I previously wrote an article, “I Own Too Much Gold” and I’ve gotten several replies on twitter such as, “Impossible” and “No Such Thing”.
I strongly suspect (although I can’t prove it) these folks didn’t read the article. But in case they did and still aren’t convinced here are five reasons why you don’t want to own too much gold as a percentage of your asset allocation:
Reason 1: Lack of Tax Benefits
In the US, gains on physical gold are taxed as ordinary income, which could be a lot higher for you than the capital gains rate.
Even if you were an uber-gold bull and thought it was going to $100,000 per ounce would you really want to pay all your taxes on those gains as ordinary income?
Why not invest in some gold mining stocks (which would certainly go up as well if gold skyrocketed) and pay the capital gains tax rate? Why not hold some of those gold mining stocks in a Roth IRA so you pay zero capital gains taxes?
Reason 2: Diversification
It’s important to be diversified in non-correlated assets. If I owned no gold, it would be important to own some, as gold tends to be less correlated with stocks and bonds. However, for the same reasons why you don’t want to be all in one asset class, you don’t want have too much of your assets tied up in gold.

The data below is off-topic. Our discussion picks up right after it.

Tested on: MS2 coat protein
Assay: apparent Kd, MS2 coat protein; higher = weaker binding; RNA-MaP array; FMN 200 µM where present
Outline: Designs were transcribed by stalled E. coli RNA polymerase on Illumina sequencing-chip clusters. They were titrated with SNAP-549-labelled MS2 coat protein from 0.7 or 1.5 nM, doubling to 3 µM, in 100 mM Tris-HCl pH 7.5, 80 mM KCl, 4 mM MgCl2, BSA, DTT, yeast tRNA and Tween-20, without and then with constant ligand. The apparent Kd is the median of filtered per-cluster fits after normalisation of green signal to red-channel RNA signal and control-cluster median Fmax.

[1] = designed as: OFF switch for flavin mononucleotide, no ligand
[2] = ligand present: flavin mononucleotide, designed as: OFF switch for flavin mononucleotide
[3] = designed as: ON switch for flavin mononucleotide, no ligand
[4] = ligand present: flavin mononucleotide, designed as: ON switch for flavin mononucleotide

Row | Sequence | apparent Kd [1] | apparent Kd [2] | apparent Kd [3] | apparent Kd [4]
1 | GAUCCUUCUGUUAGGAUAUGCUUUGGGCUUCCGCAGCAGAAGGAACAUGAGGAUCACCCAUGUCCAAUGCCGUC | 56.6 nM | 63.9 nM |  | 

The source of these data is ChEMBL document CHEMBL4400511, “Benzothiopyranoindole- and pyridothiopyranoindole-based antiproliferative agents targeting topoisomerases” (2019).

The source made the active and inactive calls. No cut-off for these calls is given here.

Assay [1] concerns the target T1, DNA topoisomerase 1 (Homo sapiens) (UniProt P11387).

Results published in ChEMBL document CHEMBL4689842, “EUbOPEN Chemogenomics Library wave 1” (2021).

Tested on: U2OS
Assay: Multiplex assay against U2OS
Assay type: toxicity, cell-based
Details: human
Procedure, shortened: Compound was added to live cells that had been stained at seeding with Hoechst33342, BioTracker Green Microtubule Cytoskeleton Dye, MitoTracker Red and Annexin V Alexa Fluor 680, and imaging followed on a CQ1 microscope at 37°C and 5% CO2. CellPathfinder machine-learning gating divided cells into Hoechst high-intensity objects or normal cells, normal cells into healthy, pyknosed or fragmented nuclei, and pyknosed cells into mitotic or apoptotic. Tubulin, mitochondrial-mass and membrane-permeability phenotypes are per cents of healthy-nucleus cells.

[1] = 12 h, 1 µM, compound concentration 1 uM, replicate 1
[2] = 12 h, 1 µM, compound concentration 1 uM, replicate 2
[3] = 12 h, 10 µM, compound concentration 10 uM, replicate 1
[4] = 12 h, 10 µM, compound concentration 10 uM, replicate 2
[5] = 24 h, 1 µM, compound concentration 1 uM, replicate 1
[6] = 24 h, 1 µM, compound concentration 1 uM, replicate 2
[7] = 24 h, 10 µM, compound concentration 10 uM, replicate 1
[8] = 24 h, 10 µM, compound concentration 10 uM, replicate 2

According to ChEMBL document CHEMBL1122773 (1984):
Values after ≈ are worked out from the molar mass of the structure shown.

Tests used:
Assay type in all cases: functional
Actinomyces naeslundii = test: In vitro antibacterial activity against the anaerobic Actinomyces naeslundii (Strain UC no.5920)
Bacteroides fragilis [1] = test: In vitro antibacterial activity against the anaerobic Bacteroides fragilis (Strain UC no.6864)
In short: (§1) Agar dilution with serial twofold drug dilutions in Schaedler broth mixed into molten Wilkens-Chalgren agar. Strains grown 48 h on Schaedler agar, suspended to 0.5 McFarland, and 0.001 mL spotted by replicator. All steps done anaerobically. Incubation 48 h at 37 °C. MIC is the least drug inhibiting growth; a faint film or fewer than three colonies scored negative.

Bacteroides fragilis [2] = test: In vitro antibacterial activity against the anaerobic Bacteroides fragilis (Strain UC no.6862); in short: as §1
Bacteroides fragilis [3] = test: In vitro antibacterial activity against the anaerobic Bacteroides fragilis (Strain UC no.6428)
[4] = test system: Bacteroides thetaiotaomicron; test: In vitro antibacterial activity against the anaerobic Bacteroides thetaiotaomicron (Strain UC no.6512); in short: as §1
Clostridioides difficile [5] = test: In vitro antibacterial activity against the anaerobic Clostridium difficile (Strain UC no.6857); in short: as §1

If all you own is gold you don’t own any silver! Some speculate that silver will go up in value even higher than gold. If that’s the case you’ll want to diversity your precious metal holdings into the gray metal as well.
Reason 3: Liquidity
If you’re like most people, you need to buy food, clothing, energy, and the staples of living. You want to have some money in a more liquid format so you can pay for these things. If all your money was in gold, how are you going to pay your taxes or buy food?
Reason 4: No Cash Flow
If you invest in a business or a rental property or a dividend paying stock, there is cash-flow. If you own shares of a company, that company has employees trying to grow the business and increase shareholder value. Gold doesn’t do anything of those things. This is okay, gold doesn’t need to do those things (which come with their own set of risks), but if all your money is in gold then you are by definition missing out on opportunities to invest in cash-flow producing assets.